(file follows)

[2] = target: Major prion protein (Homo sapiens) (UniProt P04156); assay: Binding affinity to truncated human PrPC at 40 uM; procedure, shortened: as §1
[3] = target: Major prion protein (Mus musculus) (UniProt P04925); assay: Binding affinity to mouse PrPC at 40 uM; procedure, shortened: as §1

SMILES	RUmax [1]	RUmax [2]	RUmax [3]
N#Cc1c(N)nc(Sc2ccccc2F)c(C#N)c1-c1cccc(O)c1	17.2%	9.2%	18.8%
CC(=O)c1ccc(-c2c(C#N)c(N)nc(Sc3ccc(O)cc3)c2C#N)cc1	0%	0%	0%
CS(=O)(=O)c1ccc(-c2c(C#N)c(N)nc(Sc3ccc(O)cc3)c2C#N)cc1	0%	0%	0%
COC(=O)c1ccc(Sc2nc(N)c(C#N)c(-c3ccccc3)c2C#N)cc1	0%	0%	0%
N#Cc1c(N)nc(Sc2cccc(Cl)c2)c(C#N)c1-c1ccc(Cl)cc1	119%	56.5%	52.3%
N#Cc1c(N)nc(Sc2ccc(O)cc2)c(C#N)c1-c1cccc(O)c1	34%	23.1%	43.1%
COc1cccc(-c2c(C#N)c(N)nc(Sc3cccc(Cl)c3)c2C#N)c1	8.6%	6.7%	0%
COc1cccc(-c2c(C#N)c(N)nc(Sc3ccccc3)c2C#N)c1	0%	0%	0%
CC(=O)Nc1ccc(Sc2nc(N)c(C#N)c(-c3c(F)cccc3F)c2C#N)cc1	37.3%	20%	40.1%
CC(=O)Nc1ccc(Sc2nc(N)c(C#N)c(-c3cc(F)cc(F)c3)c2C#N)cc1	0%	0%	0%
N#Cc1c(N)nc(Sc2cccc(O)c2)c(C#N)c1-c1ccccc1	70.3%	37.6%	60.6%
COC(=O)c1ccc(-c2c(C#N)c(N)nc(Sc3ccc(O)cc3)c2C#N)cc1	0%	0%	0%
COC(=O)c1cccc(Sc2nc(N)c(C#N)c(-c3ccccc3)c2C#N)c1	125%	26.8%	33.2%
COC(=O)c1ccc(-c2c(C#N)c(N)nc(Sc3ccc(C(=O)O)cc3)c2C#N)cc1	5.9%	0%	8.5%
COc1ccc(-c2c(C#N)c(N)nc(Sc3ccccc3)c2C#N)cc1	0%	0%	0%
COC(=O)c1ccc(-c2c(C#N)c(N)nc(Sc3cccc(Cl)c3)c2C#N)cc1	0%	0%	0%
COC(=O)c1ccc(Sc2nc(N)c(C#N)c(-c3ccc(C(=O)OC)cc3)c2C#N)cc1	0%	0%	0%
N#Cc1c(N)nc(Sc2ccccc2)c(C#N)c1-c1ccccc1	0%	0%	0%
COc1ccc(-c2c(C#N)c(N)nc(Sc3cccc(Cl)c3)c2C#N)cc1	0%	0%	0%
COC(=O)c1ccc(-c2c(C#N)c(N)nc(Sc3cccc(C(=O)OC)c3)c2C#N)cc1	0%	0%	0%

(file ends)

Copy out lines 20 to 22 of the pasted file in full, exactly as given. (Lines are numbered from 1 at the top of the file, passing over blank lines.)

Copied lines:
COC(=O)c1ccc(Sc2nc(N)c(C#N)c(-c3ccc(C(=O)OC)cc3)c2C#N)cc1	0%	0%	0%
N#Cc1c(N)nc(Sc2ccccc2)c(C#N)c1-c1ccccc1	0%	0%	0%
COc1ccc(-c2c(C#N)c(N)nc(Sc3cccc(Cl)c3)c2C#N)cc1	0%	0%	0%